To create the film, Jones fixed sensors to the
joints of his body. As he moved, infrared sensors
picked up the motions and were displayed as a
series of dots on a screen. These dots were
then reconstituted as line drawings. The
final result is an animated film that is
based on Jones’ movements.
Ghostcatchmg divides the
main dance pieces as well as a
break from tradition.
i“It’s very evocative,” Jones
said. “It’s what happens to the
dancer when the body and the
personality are removed -
A it’s what’s left.”
By the only innovative element
i|F in the program. One section
W finds Jones thinking of him
self as a cubist man dancing to
the music of jazz musician
In another piece, Jones relies
heavily on his improvisational
skills in a section he calls
“Ghost in a Machine.” The
audience is encouraged
to participate in
•The Breathing Show
jpfg WHERE: Lied Center for
Ijyf Performing Arts,
jgjjs 301 N. 12th St.
vWHEN: Tonight at 8 p.m.
/ c COST: $36, $32 and $28.
half-price for students
ry THE SKINNY: Modem
dance choreographer brings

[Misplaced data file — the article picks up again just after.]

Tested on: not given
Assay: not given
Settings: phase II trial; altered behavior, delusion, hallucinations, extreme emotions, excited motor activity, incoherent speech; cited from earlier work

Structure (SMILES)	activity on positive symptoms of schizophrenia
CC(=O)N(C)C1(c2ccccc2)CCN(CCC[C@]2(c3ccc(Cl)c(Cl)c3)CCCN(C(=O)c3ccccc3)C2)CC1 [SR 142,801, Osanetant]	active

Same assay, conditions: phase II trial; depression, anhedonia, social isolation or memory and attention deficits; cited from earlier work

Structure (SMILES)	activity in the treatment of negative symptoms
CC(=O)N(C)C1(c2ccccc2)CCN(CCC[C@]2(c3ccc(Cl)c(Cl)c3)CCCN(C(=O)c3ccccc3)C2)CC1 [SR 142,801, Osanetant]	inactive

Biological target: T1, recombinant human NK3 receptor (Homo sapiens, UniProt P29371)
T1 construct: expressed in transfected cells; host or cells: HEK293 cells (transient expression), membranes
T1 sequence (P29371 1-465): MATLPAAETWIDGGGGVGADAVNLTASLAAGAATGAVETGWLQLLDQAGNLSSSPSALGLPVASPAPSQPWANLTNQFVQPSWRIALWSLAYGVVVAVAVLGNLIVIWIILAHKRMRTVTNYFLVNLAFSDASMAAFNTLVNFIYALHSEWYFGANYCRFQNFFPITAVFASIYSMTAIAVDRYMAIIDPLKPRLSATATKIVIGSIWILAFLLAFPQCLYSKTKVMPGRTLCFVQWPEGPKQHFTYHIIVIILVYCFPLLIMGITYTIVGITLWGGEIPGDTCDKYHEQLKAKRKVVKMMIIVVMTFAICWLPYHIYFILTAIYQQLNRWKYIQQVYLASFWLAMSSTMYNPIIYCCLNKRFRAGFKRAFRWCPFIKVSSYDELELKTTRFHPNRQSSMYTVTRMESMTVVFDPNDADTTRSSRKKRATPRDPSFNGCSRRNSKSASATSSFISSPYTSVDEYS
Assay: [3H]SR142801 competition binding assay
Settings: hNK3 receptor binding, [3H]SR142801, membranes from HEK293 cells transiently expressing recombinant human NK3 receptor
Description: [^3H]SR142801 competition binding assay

■& uncommon work to Lincoln.
which breaks the standard boundaries between
dancer and viewer.
“He challenges his audience to think and
react, not just to sit back and absorb,” Fusillo said.
The audience is asked to give a number
between one and 10. Each number is matched
with a song inside of Jones’ “machine.” The
song that correlates with the number the audi
ence picks then plays and others follow in a ran
dom order. Jones said he has no knowledge of
what song will play and must improvise at a
Jones cites influences from a number of
artists. But perhaps most suited to this perfor
mance are the independent filmmakers of the
’60s and ’70s.
“They tried to redefine what a narrative
was,” Jones said. “They were all non-linear
thinkers. I’m constantly looking for different
ways to define perception.”
But, from time to time, Jones’ untraditional
work spawns controversy.
In 1995, members of the Westboro Baptist
Church in Topeka, Kan., protested Jones’ perfor
. mance because his material explored issues
^ dealing with homosexuality and AIDS.
Although Jones’ description of “The
Breathing Show” suggests the show
will explore other facets of life,
<0 Fusillo said. Jones’ return is a step in
the right direction for the commu
“I think it’s a reflection of the
growth of Lincolnites opening
their minds that he’s been invited
back,” Fusillo said. “We should
L, be proud of our own receptive
K As for Jones, the past won’t
B hinder his desire to express his
B feelings through dance.
B “I look forward to com
B ing bafk to Lincoln to share
B this performance.” Jones
B said. “I'd like to share my